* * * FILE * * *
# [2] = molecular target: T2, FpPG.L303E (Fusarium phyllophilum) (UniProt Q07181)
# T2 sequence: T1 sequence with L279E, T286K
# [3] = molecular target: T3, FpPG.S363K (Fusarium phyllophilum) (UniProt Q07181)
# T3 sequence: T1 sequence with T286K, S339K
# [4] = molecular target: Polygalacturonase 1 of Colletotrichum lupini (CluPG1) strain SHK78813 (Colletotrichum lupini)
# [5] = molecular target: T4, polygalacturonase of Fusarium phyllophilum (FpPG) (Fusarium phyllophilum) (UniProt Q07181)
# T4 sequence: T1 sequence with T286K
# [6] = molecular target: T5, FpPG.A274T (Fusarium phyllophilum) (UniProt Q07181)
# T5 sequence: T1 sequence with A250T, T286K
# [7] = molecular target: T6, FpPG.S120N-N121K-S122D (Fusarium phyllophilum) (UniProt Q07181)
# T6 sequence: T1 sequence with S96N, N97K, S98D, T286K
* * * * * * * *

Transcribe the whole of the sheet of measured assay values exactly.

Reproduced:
# [2] = molecular target: T2, FpPG.L303E (Fusarium phyllophilum) (UniProt Q07181)
# T2 sequence: T1 sequence with L279E, T286K
# [3] = molecular target: T3, FpPG.S363K (Fusarium phyllophilum) (UniProt Q07181)
# T3 sequence: T1 sequence with T286K, S339K
# [4] = molecular target: Polygalacturonase 1 of Colletotrichum lupini (CluPG1) strain SHK78813 (Colletotrichum lupini)
# [5] = molecular target: T4, polygalacturonase of Fusarium phyllophilum (FpPG) (Fusarium phyllophilum) (UniProt Q07181)
# T4 sequence: T1 sequence with T286K
# [6] = molecular target: T5, FpPG.A274T (Fusarium phyllophilum) (UniProt Q07181)
# T5 sequence: T1 sequence with A250T, T286K
# [7] = molecular target: T6, FpPG.S120N-N121K-S122D (Fusarium phyllophilum) (UniProt Q07181)
# T6 sequence: T1 sequence with S96N, N97K, S98D, T286K